Japan Shikoku Tokushima Travel

Day 4: Hear the Wind Sing

Today our only objective was to get from Fujii-dera (藤井寺 – 11) to Shōsan-ji (焼山寺 – 12) a distance of 12.4km over a mountain pass (we ended up walking 18km in total).

Bosatsu stone statue

The elevation chart for the climb looks like a four-humped camel such are the number of peaks and troughs to be traversed. The highest peak is around 750m.

Pine trees

There had been a strong gale the previous night and dark clouds hung ominously in the sky as we retraced our steps back to Fujii-dera at around 7.30am. The path into the mountain begins to one side of the temple and immediately begins to ascend steeply upwards.

Bamboo forest

All around us the trees seemed to be howling as they bowed and made contact in the wind. A few times I heard loud cracks and was worried one of them might fall down on us.

Water purification

Before Shōsan-ji there are three smaller unattended temples which provide the perfect place to stop and rest (Chodo-an, Ryusui-an, and Joren-an). At the second, a kind gentleman had set up a small table and was serving free coffee to all passing henro.

Kind coffee man

We stopped for 10 minutes and chatted in what broken Japanese we could muster. Perhaps unsurprisingly all this small talk is forcing me to improve!

Spring is the season for baby bamboo
Spring is the season for baby bamboo

Just below Ryusui-an was a marvellous looking henro hut that would be perfect for anyone wanting to break the pass through the mountain with an overnight camp.

Kobo Daishi under a tree

A bronze statue of Kōbō-Daishi stands beneath a giant tree at Joren-an but the rest of the temple complex seemed abandoned and falling apart.

View of the valley

Shōsan-ji cedar trees

After dipping down into a luscious valley and then making the final steep ascent we arrived at Shōsan-ji just before 1.30pm. Set among enormous cedar trees it’s one of the most beautiful temples we’ve seen so far and well worth the climb.

Shōsan-ji bell

Around 2pm we began the decent back down and it started to rain. As we trudged along the road, an Indian guy who we’d met the previous evening at Kamo no yu stopped on his bicycle to say he’d dropped a special bell from Mt. Fuji on the road somewhere and would we look out for it. As luck would happen, about 15 minutes later I spotted it by the side of the road and gave him a call so he could come pick it up.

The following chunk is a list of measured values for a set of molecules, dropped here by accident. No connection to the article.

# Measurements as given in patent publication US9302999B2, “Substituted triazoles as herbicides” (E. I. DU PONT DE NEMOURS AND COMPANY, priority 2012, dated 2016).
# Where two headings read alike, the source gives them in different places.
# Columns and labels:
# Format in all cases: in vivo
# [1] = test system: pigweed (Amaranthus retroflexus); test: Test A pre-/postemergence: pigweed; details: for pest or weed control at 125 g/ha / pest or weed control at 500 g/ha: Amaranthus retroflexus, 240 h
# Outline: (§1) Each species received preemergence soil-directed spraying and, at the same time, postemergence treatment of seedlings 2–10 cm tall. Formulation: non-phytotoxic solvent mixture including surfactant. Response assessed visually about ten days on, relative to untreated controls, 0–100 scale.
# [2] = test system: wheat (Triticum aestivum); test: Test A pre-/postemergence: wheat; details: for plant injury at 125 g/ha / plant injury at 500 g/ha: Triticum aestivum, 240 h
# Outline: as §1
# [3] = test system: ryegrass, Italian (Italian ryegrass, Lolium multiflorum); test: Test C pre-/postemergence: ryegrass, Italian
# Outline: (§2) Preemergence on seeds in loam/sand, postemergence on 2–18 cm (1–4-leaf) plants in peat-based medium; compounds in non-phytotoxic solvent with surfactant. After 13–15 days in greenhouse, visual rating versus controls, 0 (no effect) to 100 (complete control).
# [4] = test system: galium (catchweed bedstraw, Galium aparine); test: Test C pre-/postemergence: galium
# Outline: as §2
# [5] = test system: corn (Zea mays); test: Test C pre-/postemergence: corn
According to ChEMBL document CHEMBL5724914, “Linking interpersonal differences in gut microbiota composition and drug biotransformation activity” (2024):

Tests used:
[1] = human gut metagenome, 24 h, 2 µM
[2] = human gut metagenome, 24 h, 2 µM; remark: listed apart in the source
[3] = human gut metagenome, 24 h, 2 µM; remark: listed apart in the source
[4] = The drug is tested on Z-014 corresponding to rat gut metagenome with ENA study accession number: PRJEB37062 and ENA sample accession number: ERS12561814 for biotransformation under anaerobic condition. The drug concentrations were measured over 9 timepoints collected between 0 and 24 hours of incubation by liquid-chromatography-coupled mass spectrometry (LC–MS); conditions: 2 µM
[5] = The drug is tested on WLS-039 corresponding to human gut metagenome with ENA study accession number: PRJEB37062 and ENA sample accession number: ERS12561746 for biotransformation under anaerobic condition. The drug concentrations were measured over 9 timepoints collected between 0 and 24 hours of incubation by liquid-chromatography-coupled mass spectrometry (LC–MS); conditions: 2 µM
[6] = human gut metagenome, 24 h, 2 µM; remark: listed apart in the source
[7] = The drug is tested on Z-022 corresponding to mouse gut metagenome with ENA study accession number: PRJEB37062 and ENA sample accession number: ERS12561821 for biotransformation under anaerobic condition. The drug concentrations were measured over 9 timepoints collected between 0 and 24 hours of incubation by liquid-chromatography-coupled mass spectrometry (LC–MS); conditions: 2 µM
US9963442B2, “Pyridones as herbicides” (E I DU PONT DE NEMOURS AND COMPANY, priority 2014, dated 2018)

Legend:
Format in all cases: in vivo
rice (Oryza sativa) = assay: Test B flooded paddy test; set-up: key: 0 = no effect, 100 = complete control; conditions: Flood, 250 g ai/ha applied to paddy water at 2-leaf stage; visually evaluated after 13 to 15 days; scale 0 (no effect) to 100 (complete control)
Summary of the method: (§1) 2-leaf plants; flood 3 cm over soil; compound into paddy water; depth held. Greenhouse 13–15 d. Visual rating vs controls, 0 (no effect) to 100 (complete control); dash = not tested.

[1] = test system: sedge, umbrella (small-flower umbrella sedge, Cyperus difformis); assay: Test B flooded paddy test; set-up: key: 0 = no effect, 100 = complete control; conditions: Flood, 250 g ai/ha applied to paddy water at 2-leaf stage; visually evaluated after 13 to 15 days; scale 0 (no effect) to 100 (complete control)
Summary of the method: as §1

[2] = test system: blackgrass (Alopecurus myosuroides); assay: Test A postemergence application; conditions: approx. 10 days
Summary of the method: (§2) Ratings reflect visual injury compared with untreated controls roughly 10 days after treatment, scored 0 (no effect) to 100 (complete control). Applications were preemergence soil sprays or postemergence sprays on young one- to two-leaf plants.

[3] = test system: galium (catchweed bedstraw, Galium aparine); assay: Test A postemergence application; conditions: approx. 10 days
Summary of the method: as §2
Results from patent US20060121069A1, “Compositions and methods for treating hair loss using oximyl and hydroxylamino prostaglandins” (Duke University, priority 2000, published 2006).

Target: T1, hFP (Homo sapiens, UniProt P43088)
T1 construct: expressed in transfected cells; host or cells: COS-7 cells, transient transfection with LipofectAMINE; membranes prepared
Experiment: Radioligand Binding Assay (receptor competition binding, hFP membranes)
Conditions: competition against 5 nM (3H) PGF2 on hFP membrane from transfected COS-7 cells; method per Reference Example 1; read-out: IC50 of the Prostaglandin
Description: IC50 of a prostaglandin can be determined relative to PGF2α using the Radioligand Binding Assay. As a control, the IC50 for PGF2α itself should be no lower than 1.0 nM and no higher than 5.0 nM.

View from Sudachi-kan

Shortly afterwards we reached our lodging for the night at Sudachi-kan which is run by an eccentric old couple who seemed in high spirits despite the torrential rain. They provided a lift down to the nearest onsen which was just the ticket after a long day of hiking.

The day ended with another delicious home-cooked meal served with grapefruit juice which they make and sell themselves. Fingers crossed that the rain lets up by morning.


Distance walked: 18 km / 32,000 steps
Temples visited: 12
Overnight lodgings: Sudachi-kan (すだち館) – Minshuku

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Originally from the UK, David is designer and wanderer currently based in Kamakura. Prior to this, he lived in China and still returns frequently to continue exploring this vast and varied land. He started Randomwire in 2003 to chronicle his travels and occasional musings. Feel free to drop him a line.

10 Comments Add New Comment

  1. Arnold Smith says:

    Enjoy reading your blog. Thought it was wonderful you found the bell and can arrange to re-unite it. It reminds me of my first ohenro pilgrimage where I was able to re-unite a hat with another ohenro. The world is following your on your journey.

  2. oldmankk says:

    Any small talk with broken Japanese means moving mountain. One local retiree – met at T26 , knew I will be starved without any food miles and miles after T24. He drove up down 40km in four hours just to locate me next morning along the Route 55 coastline and passed me a Sushi box, Green tea and Mandarin Oranges. I forever grateful for his special blessings.

  3. Athena says:

    Glad to hear you got the ryokan + onsen treatment early on. I only discovered it half way when I was in Kochi.

    It’s funny how one finds things. I feel like a lot of what happens on Shikoku is mysteriously connected; your picking up the bell soon after the meeting being a case. Looking forward to seeing what else you discovered along the way.

  4. Iver says:

    I am on Day 4 now (kinda slow..). But I like the sentence on your sugegasa – especially the one “同行二人” ??
    Did you choose what to write on it or it was something oringinally on it?

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